A silver bullet won’t solve a green problem

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(Jeremy Cai, Unsplash)

This article is brought to you thanks to the collaboration of The European Sting with the World Economic Forum.

Author: Christian Mumenthaler, Group Chief Executive Officer, Swiss Re Group, Switzerland


  • The localized approach to climate change has been largely ineffective.
  • We must take a methodical approach to every aspect of this challenge.
  • Knowledge of the risks involved will be key to the success of this approach.

Recent developments on the climate front have been more cause for concern than celebration. The failure of COP25 delegates to put forward comprehensive rules for implementing the Paris Agreement for carbon reduction all but ensures more paralysis and represents a lost opportunity.

In addition, virtually all simulations which chart the path to keeping the temperature rise below 2°C relative to pre-industrial levels assume not just a sharp reduction in actual emissions, but also the removal of carbon dioxide from the atmosphere. On emissions reductions, little progress has been made on a viable action plan – and, worryingly, there is still no scalable solution for carbon extraction.

There are a few glimmers of hope. The European Green Deal pledges a carbon-neutral continent by 2050, and recently 65 countries committed to reducing their carbon emissions to net-zero within the same timeframe. Unfortunately, the member states of the EU represent just 17% of global emissions and the 65 UN signatories account for only about 10%. Collectively, that’s one-quarter of global emissions; meanwhile, the rest of the world continues to postpone action as it wrestles with political ramifications and corporations contemplate the potential consequences to their bottom lines.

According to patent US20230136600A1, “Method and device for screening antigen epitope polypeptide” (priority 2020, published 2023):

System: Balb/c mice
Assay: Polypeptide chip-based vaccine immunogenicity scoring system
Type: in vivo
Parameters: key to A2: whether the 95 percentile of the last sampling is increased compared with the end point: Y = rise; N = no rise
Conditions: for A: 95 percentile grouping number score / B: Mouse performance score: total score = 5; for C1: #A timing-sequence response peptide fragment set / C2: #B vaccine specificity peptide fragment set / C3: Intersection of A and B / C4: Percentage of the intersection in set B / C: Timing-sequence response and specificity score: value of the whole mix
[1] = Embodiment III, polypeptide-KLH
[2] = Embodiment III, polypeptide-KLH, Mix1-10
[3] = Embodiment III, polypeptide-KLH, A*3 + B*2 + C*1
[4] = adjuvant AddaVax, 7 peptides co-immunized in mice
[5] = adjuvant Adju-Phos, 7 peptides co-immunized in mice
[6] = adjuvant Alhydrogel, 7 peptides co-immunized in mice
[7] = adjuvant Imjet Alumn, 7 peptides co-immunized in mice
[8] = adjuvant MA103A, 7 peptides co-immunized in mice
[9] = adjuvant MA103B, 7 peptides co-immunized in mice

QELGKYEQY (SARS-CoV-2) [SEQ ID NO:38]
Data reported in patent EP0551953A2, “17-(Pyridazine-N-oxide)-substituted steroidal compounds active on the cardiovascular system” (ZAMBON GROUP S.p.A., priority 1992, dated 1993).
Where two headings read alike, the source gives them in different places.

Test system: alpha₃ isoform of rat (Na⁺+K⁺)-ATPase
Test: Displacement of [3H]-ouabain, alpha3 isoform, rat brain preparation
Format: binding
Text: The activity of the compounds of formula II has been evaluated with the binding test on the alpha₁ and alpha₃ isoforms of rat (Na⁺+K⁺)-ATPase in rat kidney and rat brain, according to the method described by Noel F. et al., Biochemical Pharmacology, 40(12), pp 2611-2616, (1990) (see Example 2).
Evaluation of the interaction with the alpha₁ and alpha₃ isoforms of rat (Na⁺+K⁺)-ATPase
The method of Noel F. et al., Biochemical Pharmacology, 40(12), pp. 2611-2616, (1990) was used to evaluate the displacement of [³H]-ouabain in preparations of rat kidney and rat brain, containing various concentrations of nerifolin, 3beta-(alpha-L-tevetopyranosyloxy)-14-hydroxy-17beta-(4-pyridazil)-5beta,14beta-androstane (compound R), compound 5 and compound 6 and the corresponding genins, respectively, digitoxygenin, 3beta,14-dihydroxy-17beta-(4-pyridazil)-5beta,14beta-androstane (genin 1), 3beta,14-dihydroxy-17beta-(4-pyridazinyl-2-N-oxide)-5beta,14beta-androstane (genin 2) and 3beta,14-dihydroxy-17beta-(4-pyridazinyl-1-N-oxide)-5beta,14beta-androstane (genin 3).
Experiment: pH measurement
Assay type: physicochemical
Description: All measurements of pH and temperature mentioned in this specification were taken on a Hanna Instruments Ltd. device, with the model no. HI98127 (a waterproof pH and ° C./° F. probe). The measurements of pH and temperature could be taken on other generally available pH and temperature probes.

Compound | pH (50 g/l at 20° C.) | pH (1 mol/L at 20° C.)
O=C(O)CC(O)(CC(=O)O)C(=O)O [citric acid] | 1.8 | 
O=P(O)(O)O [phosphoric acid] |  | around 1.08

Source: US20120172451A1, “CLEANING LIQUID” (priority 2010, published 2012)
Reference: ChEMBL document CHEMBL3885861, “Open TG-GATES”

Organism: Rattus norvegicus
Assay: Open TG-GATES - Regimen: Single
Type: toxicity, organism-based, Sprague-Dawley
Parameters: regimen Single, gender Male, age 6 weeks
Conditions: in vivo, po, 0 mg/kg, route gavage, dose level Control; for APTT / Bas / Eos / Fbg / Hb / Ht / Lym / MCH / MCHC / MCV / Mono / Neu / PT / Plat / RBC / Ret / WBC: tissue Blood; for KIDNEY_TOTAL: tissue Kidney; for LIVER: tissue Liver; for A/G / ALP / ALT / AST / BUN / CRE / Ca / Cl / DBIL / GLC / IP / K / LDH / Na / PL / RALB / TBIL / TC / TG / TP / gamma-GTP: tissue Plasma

The global community has historically taken a localized approach to climate change, which has proven largely ineffective because it lacks the power of consensus and public-private partnership. Goodwill pledges will only get us so far, and carbon pricing alone isn’t sufficient to effect the large-scale transformation needed to put us on the path to a low-carbon future.

On a positive note, the World Economic Forum’s Mission Possible Platform and the Energy Transitions Commission are establishing shared roadmaps for several carbon-intensive industry sectors, such as transportation. Their research shows that the transition to net-zero emissions by 2050 is possible, and at a cost of less than 0.5% of global GDP. More support must come from the global business community because of the expectation of our employees and shareholders.

What’s the World Economic Forum doing about climate change?

Climate change poses an urgent threat demanding decisive action. Communities around the world are already experiencing increased climate impacts, from droughts to floods to rising seas. The World Economic Forum’s Global Risks Report continues to rank these environmental threats at the top of the list.

To limit global temperature rise to well below 2°C and as close as possible to 1.5°C above pre-industrial levels, it is essential that businesses, policy-makers, and civil society advance comprehensive near- and long-term climate actions in line with the goals of the Paris Agreement on climate change.

The World Economic Forum’s Climate Initiative supports the scaling and acceleration of global climate action through public and private-sector collaboration. The Initiative works across several workstreams to develop and implement inclusive and ambitious solutions.

This includes the Alliance of CEO Climate Leaders, a global network of business leaders from various industries developing cost-effective solutions to transitioning to a low-carbon, climate-resilient economy. CEOs use their position and influence with policy-makers and corporate partners to accelerate the transition and realize the economic benefits of delivering a safer climate.

Informed investment and risk protection